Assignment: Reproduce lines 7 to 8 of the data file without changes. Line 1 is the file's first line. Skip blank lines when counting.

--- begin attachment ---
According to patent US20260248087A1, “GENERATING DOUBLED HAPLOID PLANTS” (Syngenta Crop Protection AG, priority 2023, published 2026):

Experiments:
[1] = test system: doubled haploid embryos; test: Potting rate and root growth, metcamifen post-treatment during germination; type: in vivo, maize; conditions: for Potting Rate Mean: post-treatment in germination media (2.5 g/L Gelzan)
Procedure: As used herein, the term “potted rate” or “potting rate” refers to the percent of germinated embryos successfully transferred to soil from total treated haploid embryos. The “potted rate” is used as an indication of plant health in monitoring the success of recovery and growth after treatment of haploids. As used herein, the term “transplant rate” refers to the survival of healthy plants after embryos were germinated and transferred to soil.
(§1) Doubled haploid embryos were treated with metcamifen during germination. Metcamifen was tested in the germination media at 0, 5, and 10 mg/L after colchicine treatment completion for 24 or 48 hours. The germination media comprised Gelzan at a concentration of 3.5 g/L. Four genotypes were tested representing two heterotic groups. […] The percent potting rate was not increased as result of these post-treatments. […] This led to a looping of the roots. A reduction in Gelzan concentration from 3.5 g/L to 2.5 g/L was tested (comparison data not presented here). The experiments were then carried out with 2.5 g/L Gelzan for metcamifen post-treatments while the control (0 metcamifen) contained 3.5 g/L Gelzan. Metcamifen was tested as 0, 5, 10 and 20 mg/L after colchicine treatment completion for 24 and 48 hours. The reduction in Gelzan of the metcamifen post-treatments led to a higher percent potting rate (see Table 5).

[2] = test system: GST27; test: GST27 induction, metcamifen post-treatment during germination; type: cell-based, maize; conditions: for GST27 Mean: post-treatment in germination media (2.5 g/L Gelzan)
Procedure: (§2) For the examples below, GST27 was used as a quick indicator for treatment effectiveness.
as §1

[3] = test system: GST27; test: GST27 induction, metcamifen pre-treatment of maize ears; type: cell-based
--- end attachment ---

Procedure: (§2) For the examples below, GST27 was used as a quick indicator for treatment effectiveness.
as §1